Our bodies evolved over thousands of years to function well for 30–40 years wandering around the jungle with a spear. There has not been too much more evolution over the past 10,000 years and when we hit 50 years old and the hormones go south, many parts of the body wear out relatively rapidly. No one at 80 looks as good as they did when they were 60. Equally no one at 60 looks as good as they did at 40 and also, no one at 40 looks as good as they did when they were 20. …


Despite enormous advances in the management of various cancers over the past two decades, one of the most difficult cancers to treat is brain cancer and, in particular, glioblastoma.

But, over the past few years, there have been some significant advances that may well see this dreadful diagnosis better treated and possibly even cured.

One of the major centres performing ground-breaking work in this area is from Duke University, headed by Professor Matthias Gromeier. Professor Gromeier is using a chimeric polio-rhinovirus (PVS-RIPO) which has been modified to express specific tumour antigens. Antigens are specific proteins that stimulate the immune response. …


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The multi-national drug company Pfizer have just published a press release lauding the benefits of their new COVID-19 vaccine. This particular vaccine known as an mRNA vaccine was tested in a phase 3 clinical trial i.e. using an active and placebo group. Just under 44,000 people participated and 94 cases of COVID-19 were reported. The press release suggested a 90% improvement one week after the second dose. Two doses of the vaccine or placebo were given a month apart and then all patients were evaluated one week later. No patients in the trial experienced significant side effects. The trial commenced in late July 2020 and the last patients were evaluated in early November. It is intended they will be monitored for two years and Pfizer have announced they will have 50 million doses available by 2020 and 1.3 billion doses available at some stage next year.

An mRNA vaccine contains a piece of genetic code of the coronavirus that trains the immune system to recognise the spike protein on the virus surface. It is the spike protein that allows the virus to gain entry into cells and then leads to infection. The Pfizer vaccine is totally different to the much discussed Oxford vaccine which uses an altered adenovirus (which basically causes a cold in monkeys) linked to part of the spike protein. The Oxford group, in conjunction with Astrazeneca are aiming to recruit 50,000 volunteers in Brazil, the United Kingdom, United States in South Africa. To date, apart from one person having an adverse reaction from which they have recovered, those administered the vaccine have had no major side-effects and it is looking effective in the vast majority of people who receive the vaccine, including the older population.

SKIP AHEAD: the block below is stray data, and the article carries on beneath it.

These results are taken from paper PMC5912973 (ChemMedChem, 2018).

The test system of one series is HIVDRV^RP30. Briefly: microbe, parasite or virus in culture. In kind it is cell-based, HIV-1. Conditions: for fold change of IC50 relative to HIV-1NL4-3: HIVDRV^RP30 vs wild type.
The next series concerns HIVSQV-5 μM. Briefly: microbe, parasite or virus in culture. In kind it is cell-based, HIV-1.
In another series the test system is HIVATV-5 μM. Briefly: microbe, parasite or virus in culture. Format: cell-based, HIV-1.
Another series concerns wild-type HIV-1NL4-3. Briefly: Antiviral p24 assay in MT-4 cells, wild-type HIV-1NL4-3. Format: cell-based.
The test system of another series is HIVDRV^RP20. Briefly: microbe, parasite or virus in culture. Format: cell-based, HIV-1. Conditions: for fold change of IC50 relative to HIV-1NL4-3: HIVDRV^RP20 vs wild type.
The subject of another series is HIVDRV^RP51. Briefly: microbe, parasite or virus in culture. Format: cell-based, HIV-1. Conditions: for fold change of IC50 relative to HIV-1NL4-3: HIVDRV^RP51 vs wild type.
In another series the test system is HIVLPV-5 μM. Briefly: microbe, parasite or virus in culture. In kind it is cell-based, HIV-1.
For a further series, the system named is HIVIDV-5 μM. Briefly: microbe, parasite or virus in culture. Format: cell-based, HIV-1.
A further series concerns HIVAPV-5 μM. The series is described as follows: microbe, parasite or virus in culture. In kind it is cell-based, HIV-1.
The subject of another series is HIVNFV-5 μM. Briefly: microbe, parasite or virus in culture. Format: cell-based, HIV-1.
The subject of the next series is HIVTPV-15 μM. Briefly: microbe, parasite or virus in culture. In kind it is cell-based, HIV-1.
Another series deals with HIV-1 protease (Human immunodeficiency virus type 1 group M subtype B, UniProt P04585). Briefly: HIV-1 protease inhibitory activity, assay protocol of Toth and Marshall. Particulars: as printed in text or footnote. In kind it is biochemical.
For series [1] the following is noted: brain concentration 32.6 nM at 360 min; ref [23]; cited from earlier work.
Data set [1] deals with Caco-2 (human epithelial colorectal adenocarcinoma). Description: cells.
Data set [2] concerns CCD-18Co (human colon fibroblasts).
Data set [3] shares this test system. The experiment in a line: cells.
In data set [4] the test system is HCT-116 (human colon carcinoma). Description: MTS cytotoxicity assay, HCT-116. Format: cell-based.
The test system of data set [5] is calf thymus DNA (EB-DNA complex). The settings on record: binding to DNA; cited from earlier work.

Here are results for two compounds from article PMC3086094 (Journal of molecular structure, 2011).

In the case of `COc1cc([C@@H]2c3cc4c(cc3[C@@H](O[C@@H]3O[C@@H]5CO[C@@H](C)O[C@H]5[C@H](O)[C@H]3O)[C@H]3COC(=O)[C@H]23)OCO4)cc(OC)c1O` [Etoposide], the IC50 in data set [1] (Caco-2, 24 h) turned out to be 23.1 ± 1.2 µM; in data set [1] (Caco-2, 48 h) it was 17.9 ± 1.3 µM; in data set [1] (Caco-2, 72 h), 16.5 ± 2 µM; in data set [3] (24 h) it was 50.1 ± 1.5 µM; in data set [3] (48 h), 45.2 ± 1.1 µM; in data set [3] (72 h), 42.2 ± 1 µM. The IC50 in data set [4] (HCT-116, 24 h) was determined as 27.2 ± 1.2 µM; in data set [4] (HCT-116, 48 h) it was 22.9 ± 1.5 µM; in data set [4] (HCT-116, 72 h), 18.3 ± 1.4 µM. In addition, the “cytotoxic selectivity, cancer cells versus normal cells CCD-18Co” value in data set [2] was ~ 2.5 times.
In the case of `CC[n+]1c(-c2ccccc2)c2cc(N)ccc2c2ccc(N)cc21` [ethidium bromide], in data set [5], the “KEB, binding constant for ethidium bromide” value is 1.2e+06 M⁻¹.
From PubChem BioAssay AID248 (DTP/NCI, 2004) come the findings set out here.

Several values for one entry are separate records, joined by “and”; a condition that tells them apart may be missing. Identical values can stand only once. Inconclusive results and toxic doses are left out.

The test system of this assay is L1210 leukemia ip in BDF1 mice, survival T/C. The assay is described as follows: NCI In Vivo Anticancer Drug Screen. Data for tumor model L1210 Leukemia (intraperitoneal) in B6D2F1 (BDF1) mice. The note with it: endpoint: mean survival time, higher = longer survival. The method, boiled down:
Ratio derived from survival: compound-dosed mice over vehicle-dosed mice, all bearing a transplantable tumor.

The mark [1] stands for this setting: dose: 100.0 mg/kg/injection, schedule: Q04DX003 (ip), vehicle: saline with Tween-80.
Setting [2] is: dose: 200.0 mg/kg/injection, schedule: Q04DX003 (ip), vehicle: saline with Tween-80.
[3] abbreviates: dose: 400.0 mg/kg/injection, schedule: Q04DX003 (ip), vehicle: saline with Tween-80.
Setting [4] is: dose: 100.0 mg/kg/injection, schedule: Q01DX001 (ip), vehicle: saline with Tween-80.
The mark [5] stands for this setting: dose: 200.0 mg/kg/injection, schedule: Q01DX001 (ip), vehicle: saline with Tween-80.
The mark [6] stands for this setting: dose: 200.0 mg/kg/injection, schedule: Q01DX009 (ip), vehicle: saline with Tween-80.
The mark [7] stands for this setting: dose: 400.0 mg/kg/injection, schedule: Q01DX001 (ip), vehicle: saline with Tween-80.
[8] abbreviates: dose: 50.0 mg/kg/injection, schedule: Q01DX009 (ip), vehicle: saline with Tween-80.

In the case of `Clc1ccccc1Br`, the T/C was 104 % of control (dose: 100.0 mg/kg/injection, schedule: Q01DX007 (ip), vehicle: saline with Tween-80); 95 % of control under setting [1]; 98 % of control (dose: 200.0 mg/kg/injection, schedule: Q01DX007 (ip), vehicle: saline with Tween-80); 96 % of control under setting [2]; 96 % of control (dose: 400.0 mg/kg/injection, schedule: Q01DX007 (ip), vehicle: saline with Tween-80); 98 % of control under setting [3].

Although I believe any advances in vaccine technology for any condition are very exciting and, in this case, hopefully allowing our lives to return to normal following the coronavirus pandemic, there are some questions this dramatic press release did not answer. Most importantly, the press release said that the vaccine was 90% effective. It did not, however, explain what this actually meant. Was it 90% effective at stopping COVID-19 or was it 90% effective at reducing the severity of the disease? Does this vaccine reduce the spread of the coronavirus by 90%? Was the virus tested in the more vulnerable populations such as the elderly, the obese, those with diabetes, hypertension or other chronic illnesses and immune disorders? What was the breakdown between men and women in this trial?

It also did not address the significant issue that the vaccine needs to be stored at extremely low temperatures and this would be a problem with transportation and the use in lower income countries where this type of cold storage is not freely available.

However, Pfizer and all of the other research institutions involved in the development of vaccines need to be congratulated on the speed and extent of the research and also the fact that the public are continually being informed as to the progress of all of these interventions. …


When you think about diet or nutrition, your thoughts are mainly towards what foods you consume on a regular basis. But over the past few decades there has been increasing emphasis not just on our food intake but also our fluid intake as being an important factor towards good or bad health.

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For a number of years, we have been told about the benefits of drinking tea and especially green tea but there is still a number of people who live with the misconception that coffee is bad for your health. If you ask anyone the question, what is the most commonly consumed drug in the world, you get various answers such as cigarettes, alcohol, marijuana, cocaine or possibly even heroin. The true answer, however, is caffeine, typically delivered through coffee but also present in smaller amounts in tea and a number of soft drinks. …


The human body is such a complex structure and is working all the time to keep us in balance. This requires the coordination of thousands of different proteins and other natural chemicals interacting on a moment by moment basis. When something goes wrong in the body, this typically manifests as symptoms and a subsequent disease. Enter the medical profession!

Much of medical teaching is based around the therapeutic value of pharmaceutical drugs and a variety of surgical procedures. Basically, if you can’t fix it with a prescription pad or a scalpel, then any other approach doesn’t work. …